Heritage Gateways

Official Sesquicentennial K-12 Education Project
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Pioneer 1847 Companies

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The Pioneer Trek of 1847 - Trail/Divisions and Topography

Description: Line drawing by Matt, a ninth grader from Central Davis Junior High.

Image courtesy of: Heritage Gateway Project Images, These images have been gathered to support the Sesquicentennial celebration of the immigration to Utah.

West of Winter Quarters the Mormons followed generally what is sometimes called the Great Platte River Road or the north branch of the Oregon Trail, which had always been regarded as the most advantageous approach to the easiest crossing of the Rocky Mountains. The original Oregon Trail, from 1812, was north of the Platte and after Independence Missouri became the eastern terminus around 1827, it shifted to the south side. The Mormons of 1847 simply followed the older Oregon Trail to Fort Laramie, where they crossed the North Platte River and picked up the then main route of the Oregon Trail. (In trail days whatever side of the Platte a party started out on is the side it remained on; no emigrants crossed that river unless absolutely necessary. Had the Mormons started out south of the Platte, they probably would have remained on that side.) Among those who preceded the Mormons west along the north bank of the Platte were Indians, trappers, traders, Robert Stuart, James Clyman, Major Stephen H. Long, Samuel Parker, the Marcus-Whitman party of 1836, and the Townsend-Murphey group of 1844. And many non-Mormons followed the pioneers of 1847, for the Council Bluffs area was a very important and popular jumping off place throughout the westering period in American history.

The simplest way of following the pioneers (and most subsequent Mormon emigrants) from "civilization to sundown" is to divide the trail into four sections and relate them to the Oregon Trail, the "main street to the west."

  1. The Oregon Trail proper of the 1840s started at Independence, Missouri, and crossed Kansas, Nebraska, Wyoming, and Idaho. The first section of the Mormon Trail from Winter Quarters was generally along the north bank of the Platte River, some 185 miles to near what is now Kearney, Nebraska. Up to this point the Mormon Trail and the Oregon Trail of the late 1840s were entirely separate.
  2. The second portion of the Mormon Trail was from Kearney to Fort Laramie, Wyoming. Along this approximately 320-mile-long section, the two trails followed the Platte, the Mormons on the north bank and the Oregonians on the south. Since in the 1840s, the favored route to Oregon and California was along the south bank of the Platte, it might appear that the Mormons pioneered the north bank trail, but actually during the 1820s and 1830s the north bank had been the preferred way, used by fur trappers and missionaries. As late as 1846, the famous historian Francis Parkman took the northern route to South Pass.
  3. The third section of the trail was from Fort Laramie to Fort Bridger. Here the Mormons followed the Oregon Trail proper for some 397 miles.
  4. The fourth and final section of about 116 miles started at Fort Bridger, where the Oregon Trail turned north and where the Mormons left the Oregon Trail and picked up the year-old Reed-Donner track through the Rockies into the Salt Lake Valley.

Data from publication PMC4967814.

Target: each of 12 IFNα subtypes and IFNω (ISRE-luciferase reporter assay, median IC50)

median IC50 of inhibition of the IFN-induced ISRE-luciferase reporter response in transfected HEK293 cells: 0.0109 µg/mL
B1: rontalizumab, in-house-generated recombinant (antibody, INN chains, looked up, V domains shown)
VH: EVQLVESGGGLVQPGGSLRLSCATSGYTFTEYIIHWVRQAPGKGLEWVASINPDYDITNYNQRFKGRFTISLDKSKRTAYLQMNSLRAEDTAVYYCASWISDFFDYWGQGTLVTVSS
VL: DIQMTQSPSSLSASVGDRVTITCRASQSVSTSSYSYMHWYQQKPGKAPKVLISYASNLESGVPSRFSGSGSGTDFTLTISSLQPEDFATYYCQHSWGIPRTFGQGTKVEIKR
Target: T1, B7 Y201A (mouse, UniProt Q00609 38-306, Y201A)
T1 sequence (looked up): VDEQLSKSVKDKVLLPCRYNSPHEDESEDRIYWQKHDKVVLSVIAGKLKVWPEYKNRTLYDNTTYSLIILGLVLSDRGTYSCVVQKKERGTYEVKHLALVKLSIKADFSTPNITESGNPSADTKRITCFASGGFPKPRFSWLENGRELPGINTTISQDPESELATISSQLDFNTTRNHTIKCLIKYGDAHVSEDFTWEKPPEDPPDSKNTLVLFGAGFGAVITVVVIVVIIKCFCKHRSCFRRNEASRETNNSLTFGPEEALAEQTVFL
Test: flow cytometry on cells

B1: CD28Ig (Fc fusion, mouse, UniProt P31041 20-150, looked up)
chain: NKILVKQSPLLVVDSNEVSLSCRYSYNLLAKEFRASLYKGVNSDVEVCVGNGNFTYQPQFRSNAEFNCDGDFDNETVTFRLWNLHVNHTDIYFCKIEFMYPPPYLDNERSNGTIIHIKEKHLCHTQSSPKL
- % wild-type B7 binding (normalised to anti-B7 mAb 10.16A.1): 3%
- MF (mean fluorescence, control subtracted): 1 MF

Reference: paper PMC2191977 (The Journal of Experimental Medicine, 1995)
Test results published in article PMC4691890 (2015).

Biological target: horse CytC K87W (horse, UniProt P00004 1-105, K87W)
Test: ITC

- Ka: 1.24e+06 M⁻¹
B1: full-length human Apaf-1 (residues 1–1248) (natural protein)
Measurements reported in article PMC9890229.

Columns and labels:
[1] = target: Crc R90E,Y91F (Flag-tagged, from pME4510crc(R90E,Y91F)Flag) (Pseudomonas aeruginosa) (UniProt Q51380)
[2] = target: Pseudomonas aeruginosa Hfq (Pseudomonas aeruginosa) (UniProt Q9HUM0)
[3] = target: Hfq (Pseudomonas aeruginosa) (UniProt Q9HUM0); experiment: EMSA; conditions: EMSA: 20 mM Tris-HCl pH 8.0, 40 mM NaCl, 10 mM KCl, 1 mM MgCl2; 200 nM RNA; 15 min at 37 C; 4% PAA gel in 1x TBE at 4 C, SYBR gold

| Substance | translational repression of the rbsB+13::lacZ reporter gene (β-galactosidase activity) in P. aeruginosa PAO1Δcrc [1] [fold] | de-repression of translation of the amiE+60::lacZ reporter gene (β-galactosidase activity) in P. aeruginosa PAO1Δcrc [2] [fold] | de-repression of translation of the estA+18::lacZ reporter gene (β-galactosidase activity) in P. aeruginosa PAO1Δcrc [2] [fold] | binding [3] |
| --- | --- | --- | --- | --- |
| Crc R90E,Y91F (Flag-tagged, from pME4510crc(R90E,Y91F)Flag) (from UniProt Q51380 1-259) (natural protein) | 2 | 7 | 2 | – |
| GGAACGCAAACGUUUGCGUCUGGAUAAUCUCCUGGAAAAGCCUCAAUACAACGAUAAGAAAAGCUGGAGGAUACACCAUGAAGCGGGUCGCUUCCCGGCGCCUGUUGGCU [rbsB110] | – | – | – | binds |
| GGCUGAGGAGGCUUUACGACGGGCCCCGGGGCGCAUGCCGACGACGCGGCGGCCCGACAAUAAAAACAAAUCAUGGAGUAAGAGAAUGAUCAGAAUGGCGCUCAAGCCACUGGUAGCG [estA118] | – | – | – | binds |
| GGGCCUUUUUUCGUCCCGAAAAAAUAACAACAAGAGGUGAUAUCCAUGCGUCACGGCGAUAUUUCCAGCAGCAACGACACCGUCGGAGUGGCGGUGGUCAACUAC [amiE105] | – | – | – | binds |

West of Winter Quarters the Mormons passed along river valleys, across grasslands, plains, steppes, deserts, and mountains, and through western forests, experiencing dramatic changes in flora and fauna. Topographically the trail led across the Central Lowlands of eastern Nebraska, covered with the tall prairie grass of bluestem and needle; across the High Plains of central Nebraska and the Upland Trough of western Nebraska and eastern Wyoming, blanketed with short, stubby plains grasses such a grama and buffalo; through the Wyoming Basin with its desert shrub of sagebrush, creosote bush, and greasewood; through the forests of Douglas fir and scrub oak of the middle Rocky Mountains, and into the sagebrush desert of the Great Basin.

From Winter Quarters they followed the broad, flat valley of the Platte for some 600 miles and the beneficent little Sweetwater for about 93 more, all the while enjoying an increasingly rugged and beautiful land, and finally zigzagging through a series of defiles and canyons.

They traversed the empire of the bison, wolf, antelope, bear, coyote, goat, elk, fox, raccoon, rabbit, hare, gray swan, great blue heron, and quail; the bee, grasshopper, and firefly; the rattlesnake, copperhead, lizard, and turtle; the grayling, catfish, and trout. Seasonally the area was a piebald garden of sunflowers, daisies, gayfeather, and butterfly milkweed. The modern traveler can still find some parts of the old trail. Much of the plains, deserts, mountains, steppes, and forests remain, but the tall grass prairie is almost all gone, a victim of the white man's plow. (See previous section on Mormons and the Environment.)

Source: Historic Resource Study - Mormon Pioneer National By Stanley B. Kimball, Ph.D., May 1991. (The study focuses on the history of the trail from its official beginning in Nauvoo, Illinois, to its terminus in Salt Lake City, Utah, during the period 1846-1869. During that time, thousands of Mormon emigrants used many trails and trail variants to reach Utah. This study emphasizes the "Pioneer Route" or "Brigham Young Route" of 1846-1847. The sections on Mormon beliefs and motivations for going west have been omitted. Interested persons can find ample sources for that information. The footnotes, bibliography, maps, pictures, pioneer companies by name and dates for the 22-year period, and historic sites - about 2/3 of the book - have also been left out for space considerations. Thanks to Dr. Kimball and the National Park Service for the availability of this information.)